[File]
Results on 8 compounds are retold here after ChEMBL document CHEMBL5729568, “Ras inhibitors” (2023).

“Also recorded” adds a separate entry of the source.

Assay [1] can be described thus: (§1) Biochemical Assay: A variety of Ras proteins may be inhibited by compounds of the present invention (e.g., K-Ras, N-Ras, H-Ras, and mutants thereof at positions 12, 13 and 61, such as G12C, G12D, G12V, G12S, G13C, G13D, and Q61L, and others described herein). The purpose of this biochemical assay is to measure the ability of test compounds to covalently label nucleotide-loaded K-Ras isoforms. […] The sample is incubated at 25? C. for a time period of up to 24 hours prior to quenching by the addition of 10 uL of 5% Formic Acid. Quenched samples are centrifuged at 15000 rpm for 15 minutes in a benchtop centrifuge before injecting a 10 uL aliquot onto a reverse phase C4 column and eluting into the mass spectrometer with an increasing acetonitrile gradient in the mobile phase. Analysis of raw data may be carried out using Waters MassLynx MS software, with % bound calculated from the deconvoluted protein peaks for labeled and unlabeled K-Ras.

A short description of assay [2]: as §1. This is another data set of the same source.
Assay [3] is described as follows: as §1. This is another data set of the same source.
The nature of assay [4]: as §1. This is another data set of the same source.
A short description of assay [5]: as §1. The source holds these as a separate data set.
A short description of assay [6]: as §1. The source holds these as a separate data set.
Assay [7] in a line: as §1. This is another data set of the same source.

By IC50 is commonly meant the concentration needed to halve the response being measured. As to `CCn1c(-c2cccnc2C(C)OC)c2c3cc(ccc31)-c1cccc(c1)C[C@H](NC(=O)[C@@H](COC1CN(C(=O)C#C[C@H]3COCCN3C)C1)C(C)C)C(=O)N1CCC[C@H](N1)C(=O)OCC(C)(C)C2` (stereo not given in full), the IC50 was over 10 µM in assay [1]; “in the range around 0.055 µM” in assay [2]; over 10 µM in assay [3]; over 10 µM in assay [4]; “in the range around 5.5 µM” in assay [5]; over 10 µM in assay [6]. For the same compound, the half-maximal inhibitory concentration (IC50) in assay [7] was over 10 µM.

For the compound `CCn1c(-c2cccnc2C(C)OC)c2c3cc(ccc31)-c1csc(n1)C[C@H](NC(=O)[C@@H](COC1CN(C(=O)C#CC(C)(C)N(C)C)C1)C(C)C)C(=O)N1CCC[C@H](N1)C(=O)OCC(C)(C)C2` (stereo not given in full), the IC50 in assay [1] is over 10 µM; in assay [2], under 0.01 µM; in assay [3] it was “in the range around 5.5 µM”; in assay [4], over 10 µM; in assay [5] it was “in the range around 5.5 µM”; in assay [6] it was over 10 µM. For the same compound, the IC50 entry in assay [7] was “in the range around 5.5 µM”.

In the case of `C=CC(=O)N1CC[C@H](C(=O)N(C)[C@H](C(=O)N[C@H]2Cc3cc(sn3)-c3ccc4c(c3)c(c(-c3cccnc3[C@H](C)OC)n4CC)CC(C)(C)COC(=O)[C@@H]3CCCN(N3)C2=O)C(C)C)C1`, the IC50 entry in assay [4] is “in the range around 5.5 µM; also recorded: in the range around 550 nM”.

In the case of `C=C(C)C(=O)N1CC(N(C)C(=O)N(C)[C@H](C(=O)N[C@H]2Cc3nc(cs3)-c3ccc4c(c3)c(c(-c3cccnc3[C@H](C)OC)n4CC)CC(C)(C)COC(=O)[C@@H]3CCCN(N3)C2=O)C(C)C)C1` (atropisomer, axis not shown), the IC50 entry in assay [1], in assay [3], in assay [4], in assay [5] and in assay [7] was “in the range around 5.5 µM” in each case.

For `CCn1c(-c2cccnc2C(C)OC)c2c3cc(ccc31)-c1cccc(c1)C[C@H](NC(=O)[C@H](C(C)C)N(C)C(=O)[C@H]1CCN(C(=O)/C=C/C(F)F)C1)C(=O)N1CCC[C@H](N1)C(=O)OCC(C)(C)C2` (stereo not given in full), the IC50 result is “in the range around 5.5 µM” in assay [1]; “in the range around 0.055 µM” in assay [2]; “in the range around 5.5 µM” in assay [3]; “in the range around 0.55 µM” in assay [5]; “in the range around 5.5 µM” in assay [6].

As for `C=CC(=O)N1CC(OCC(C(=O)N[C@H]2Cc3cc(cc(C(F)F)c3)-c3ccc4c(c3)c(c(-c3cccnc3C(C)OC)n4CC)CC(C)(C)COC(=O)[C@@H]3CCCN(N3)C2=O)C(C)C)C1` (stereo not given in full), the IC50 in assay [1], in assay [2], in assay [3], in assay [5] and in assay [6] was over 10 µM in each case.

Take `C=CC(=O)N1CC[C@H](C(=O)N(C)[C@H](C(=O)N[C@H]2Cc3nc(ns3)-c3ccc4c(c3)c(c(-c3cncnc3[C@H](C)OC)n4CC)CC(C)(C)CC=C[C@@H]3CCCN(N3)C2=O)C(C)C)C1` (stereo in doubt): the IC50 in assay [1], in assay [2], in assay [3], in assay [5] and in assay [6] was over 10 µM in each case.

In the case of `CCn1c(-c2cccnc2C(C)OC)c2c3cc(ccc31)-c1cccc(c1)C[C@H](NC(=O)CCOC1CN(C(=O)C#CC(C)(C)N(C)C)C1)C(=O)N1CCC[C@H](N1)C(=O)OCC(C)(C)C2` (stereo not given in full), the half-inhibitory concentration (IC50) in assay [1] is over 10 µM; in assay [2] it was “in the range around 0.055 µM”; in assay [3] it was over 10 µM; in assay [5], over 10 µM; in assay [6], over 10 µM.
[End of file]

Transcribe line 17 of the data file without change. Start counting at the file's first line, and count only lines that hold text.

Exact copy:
In the case of `CCn1c(-c2cccnc2C(C)OC)c2c3cc(ccc31)-c1cccc(c1)C[C@H](NC(=O)CCOC1CN(C(=O)C#CC(C)(C)N(C)C)C1)C(=O)N1CCC[C@H](N1)C(=O)OCC(C)(C)C2` (stereo not given in full), the half-inhibitory concentration (IC50) in assay [1] is over 10 µM; in assay [2] it was “in the range around 0.055 µM”; in assay [3] it was over 10 µM; in assay [5], over 10 µM; in assay [6], over 10 µM.